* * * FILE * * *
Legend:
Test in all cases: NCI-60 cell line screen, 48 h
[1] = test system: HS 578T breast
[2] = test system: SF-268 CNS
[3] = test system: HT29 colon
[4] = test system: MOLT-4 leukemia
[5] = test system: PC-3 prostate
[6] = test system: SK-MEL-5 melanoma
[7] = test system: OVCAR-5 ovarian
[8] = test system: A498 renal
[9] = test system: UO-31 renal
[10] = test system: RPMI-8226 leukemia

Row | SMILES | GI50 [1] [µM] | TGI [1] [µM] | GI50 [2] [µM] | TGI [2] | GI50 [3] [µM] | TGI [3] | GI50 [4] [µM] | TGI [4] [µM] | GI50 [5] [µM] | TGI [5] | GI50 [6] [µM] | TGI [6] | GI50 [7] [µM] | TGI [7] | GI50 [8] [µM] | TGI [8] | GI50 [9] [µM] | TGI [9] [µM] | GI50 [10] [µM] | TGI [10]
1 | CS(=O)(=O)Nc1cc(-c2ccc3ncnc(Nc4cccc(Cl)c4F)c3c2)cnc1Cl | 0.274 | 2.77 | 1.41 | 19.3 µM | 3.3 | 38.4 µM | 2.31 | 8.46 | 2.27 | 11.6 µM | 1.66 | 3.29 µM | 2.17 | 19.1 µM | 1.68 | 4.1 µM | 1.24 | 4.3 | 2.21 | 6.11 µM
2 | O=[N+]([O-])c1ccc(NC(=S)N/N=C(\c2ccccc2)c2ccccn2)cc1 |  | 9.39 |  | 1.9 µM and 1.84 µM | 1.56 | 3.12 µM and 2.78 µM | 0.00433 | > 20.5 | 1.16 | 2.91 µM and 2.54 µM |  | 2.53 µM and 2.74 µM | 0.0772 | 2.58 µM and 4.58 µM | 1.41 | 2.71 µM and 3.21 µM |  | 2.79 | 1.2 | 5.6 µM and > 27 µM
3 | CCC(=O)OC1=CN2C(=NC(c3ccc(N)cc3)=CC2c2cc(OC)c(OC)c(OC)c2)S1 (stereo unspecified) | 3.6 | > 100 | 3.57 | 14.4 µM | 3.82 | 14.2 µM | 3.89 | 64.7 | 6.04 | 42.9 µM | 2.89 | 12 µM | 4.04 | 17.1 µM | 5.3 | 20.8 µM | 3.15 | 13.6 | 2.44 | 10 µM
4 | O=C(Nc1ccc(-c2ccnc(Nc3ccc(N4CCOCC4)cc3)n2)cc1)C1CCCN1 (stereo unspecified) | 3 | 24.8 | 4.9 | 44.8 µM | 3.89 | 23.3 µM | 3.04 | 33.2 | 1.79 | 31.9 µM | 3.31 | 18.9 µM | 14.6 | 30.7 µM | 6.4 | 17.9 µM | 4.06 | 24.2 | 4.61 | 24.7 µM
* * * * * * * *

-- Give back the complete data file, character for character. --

Legend:
Test in all cases: NCI-60 cell line screen, 48 h
[1] = test system: HS 578T breast
[2] = test system: SF-268 CNS
[3] = test system: HT29 colon
[4] = test system: MOLT-4 leukemia
[5] = test system: PC-3 prostate
[6] = test system: SK-MEL-5 melanoma
[7] = test system: OVCAR-5 ovarian
[8] = test system: A498 renal
[9] = test system: UO-31 renal
[10] = test system: RPMI-8226 leukemia

Row | SMILES | GI50 [1] [µM] | TGI [1] [µM] | GI50 [2] [µM] | TGI [2] | GI50 [3] [µM] | TGI [3] | GI50 [4] [µM] | TGI [4] [µM] | GI50 [5] [µM] | TGI [5] | GI50 [6] [µM] | TGI [6] | GI50 [7] [µM] | TGI [7] | GI50 [8] [µM] | TGI [8] | GI50 [9] [µM] | TGI [9] [µM] | GI50 [10] [µM] | TGI [10]
1 | CS(=O)(=O)Nc1cc(-c2ccc3ncnc(Nc4cccc(Cl)c4F)c3c2)cnc1Cl | 0.274 | 2.77 | 1.41 | 19.3 µM | 3.3 | 38.4 µM | 2.31 | 8.46 | 2.27 | 11.6 µM | 1.66 | 3.29 µM | 2.17 | 19.1 µM | 1.68 | 4.1 µM | 1.24 | 4.3 | 2.21 | 6.11 µM
2 | O=[N+]([O-])c1ccc(NC(=S)N/N=C(\c2ccccc2)c2ccccn2)cc1 |  | 9.39 |  | 1.9 µM and 1.84 µM | 1.56 | 3.12 µM and 2.78 µM | 0.00433 | > 20.5 | 1.16 | 2.91 µM and 2.54 µM |  | 2.53 µM and 2.74 µM | 0.0772 | 2.58 µM and 4.58 µM | 1.41 | 2.71 µM and 3.21 µM |  | 2.79 | 1.2 | 5.6 µM and > 27 µM
3 | CCC(=O)OC1=CN2C(=NC(c3ccc(N)cc3)=CC2c2cc(OC)c(OC)c(OC)c2)S1 (stereo unspecified) | 3.6 | > 100 | 3.57 | 14.4 µM | 3.82 | 14.2 µM | 3.89 | 64.7 | 6.04 | 42.9 µM | 2.89 | 12 µM | 4.04 | 17.1 µM | 5.3 | 20.8 µM | 3.15 | 13.6 | 2.44 | 10 µM
4 | O=C(Nc1ccc(-c2ccnc(Nc3ccc(N4CCOCC4)cc3)n2)cc1)C1CCCN1 (stereo unspecified) | 3 | 24.8 | 4.9 | 44.8 µM | 3.89 | 23.3 µM | 3.04 | 33.2 | 1.79 | 31.9 µM | 3.31 | 18.9 µM | 14.6 | 30.7 µM | 6.4 | 17.9 µM | 4.06 | 24.2 | 4.61 | 24.7 µM